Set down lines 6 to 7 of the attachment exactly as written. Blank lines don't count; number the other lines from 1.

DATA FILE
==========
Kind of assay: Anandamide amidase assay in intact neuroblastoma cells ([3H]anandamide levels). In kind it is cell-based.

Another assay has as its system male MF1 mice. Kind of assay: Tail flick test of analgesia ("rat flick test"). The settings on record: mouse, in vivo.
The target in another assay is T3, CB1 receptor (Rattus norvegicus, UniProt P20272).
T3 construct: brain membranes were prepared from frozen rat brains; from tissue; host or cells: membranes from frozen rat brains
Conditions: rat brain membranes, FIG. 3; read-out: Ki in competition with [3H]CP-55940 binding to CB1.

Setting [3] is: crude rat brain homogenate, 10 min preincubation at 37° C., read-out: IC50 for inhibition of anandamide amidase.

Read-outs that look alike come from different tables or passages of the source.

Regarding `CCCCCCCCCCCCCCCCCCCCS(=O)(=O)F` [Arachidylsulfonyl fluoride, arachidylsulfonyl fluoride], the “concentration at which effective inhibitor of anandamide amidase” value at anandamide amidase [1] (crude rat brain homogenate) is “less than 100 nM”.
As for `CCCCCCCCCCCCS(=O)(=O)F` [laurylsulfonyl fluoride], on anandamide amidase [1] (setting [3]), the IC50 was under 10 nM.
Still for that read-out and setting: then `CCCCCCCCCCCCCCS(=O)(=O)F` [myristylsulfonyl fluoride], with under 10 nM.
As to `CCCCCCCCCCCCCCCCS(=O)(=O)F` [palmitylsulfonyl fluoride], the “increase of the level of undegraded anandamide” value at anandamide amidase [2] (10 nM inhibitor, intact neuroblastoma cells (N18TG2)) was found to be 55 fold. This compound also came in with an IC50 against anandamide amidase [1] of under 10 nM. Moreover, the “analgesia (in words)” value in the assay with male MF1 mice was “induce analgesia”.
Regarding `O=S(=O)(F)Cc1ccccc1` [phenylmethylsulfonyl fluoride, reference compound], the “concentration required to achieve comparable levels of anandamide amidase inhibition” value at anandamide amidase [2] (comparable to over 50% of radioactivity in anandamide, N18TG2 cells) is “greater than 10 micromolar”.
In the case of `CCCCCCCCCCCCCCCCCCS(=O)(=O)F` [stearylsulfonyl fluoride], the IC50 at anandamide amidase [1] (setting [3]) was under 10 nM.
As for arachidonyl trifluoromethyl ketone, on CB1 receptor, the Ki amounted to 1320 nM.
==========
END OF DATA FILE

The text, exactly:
Setting [3] is: crude rat brain homogenate, 10 min preincubation at 37° C., read-out: IC50 for inhibition of anandamide amidase.

Read-outs that look alike come from different tables or passages of the source.